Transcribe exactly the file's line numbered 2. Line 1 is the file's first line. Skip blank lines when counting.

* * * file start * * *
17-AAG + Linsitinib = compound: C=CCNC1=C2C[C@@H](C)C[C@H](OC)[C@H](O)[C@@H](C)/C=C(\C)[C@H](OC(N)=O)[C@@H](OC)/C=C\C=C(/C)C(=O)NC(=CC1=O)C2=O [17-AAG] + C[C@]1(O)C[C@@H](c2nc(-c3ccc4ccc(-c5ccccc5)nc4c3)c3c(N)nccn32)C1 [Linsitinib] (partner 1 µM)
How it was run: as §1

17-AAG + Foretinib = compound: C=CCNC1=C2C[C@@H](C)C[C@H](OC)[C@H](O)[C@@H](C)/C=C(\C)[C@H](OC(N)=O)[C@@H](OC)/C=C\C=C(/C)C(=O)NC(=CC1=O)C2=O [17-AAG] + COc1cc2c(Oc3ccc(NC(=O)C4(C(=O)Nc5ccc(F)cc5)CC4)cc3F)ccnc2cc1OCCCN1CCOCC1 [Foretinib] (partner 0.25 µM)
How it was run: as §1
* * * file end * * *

How it was run: as §1